Insulin, routine, lockdown, and electronics

As you may know if you read this blog, I have insulin-dependent diabetes. In particular, I use both fast and long acting insulin, which basically means I need to take a shot of insulin every morning (at around the same time, but there’s at least a bit of leeway around it).

This is not usually a problem: the routine of waking up, getting ready to leave, making a coffee and either drinking it or taking it with me makes it very hard to miss the step “taking the insulin”. Unfortunately, like for many others, this routine is gone out of the window due to the current lockdown. Maybe a bit worse for me since I’m currently still between jobs, which means I don’t even have the routine of logging in to work form home, and of meetings.

What this meant, is that days blurred together, and I started wondering if I remembered to take my insulin in the morning. A few too many times that answer was “I don’t know”, and I think at least twice in the past couple of weeks I did indeed forget. I needed something to make it easier to remember and not to forget.

Because insulin injections tend to be one of those things that I do “in autopilot”, I needed something hard to forget to do. Theoretically, the Libre App allows annotating that you took long-acting insulin (and how much) but that requires me to remember to scan my sensor right after and write down that I did. It’s too easy to forget. I also wanted something that would be a lot more explicit about telling me (and my wife) that I forgot to tell my insulin. And hopefully something that I wouldn’t risk telling I took my insulin too soon in the interaction, and then not actually doing the right thing (as sometimes I reach out for my insulin pen, realise there’s not enough insulin there, and need to pick up a new one from the fridge).

The Trigger: Yes, I Took My Insulin

The first thing I decided to do was to use the spare Flic Button. I bought Flics last year upon suggestion of Luke, and they actually helped immensely — we have one in the study and one in the bedroom, to be able to turn on the smart lights quietly (in the night) and without bothering with the phone apps. We kept a third one “spare”, not quite sure what to use it for until now. The button fits on the back of the cabinet where I keep my “in use” insulin pen. And indeed, it’s extremely easy and obvious to reach while putting the pen down — as an aside, most European insulin pens fit perfectly on a Muji 3-tier slanted display, which is what I’ve been using to keep mine in.

This is not exactly the perfect trigger. The perfect trigger wouldn’t require an action outside of the measured action — so in a perfect world, I would be building something that triggers when I throw an used needle into the needle container. But since that’s a complex project for which I have no obvious solution, I’ll ignore that. I have a trigger, it doesn’t risk getting too much in my way. It should be fine.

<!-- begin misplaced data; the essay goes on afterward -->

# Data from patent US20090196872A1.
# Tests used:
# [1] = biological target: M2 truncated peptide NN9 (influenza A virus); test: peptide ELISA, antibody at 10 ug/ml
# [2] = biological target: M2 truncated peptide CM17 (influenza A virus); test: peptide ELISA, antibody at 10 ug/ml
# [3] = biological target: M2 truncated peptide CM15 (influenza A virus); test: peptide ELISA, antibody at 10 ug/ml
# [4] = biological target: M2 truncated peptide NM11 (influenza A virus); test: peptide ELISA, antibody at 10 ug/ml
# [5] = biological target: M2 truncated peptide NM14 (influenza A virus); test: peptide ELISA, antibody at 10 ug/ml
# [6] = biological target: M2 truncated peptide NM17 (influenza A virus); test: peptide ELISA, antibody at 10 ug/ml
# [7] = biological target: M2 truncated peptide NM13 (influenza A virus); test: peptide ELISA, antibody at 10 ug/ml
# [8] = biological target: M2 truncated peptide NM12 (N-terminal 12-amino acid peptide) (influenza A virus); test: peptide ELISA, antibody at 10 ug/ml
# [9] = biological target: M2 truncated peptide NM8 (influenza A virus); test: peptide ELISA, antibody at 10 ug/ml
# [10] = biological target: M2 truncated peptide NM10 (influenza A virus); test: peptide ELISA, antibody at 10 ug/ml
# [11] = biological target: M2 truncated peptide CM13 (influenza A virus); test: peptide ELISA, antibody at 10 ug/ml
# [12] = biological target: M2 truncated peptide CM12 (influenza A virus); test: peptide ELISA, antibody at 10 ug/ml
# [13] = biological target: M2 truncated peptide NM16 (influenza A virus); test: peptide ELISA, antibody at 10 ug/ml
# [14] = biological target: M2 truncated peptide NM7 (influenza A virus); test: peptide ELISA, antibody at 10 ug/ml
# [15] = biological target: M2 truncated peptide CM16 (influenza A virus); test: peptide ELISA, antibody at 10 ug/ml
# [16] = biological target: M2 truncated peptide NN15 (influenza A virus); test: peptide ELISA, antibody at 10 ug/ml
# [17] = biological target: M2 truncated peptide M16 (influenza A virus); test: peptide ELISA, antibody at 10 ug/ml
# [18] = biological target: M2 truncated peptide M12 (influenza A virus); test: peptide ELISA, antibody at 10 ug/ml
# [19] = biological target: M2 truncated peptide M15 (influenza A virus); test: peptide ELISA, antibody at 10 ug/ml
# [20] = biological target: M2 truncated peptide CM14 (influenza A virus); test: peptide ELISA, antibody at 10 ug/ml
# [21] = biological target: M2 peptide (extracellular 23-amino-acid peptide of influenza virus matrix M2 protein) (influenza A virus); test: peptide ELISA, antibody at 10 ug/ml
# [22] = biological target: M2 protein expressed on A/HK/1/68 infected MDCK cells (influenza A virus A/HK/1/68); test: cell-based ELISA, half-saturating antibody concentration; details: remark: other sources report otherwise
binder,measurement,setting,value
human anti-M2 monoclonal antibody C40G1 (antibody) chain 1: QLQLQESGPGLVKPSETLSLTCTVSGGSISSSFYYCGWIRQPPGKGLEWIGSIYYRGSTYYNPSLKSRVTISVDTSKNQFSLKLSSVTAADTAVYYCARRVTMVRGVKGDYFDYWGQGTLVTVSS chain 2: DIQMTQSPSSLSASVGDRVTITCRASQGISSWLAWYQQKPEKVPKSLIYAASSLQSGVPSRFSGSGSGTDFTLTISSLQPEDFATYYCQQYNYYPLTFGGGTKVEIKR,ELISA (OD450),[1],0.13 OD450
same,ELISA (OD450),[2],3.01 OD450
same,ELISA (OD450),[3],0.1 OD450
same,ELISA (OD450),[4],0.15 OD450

But what should the trigger do? The first idea I had was to use IFTTT to create a Google Calendar event when I pressed the button. It wouldn’t be great for notifying if I forgot the insulin, but it would at least allow me to keep track of it. But then I had another idea. I had a spare Adafruit Feather M4 Express, including an AirLift FeatherWing coprocessor for WiFi. I originally bought it to fix an issue with my TV (which I still have not fixed), and considered using it on my art project, but it also has a big bright RGB LED on it (an AdaFruit NeoPixel), which I thought I would use for notifications.

A quick Flask app later, and I had something working — the Flic button would hit one endpoint on the web app, which would record me having taking my insulin, while the Feather would be requesting another endpoint to know how to reconfigure the LED. The webapp would have the logic to turn the LED either red or quiescent depending on whether I got my insulin for the day. There’s a bit of logic in there to define “the day”, as I don’t need the notification at 1am if I have not gone to bed yet (I did say that my routine is messed up didn’t I?) but that’s all minor stuff.

The code for the webapp (Python, Flask) and the Feather (CircuitPython) I pushed to GitHub immediately (because I can), but there’s no documentation for it yet. It also doesn’t use the NeoPixel anymore, which I’ll explain in a moment, so you may not really be able to use it out of the box as it is.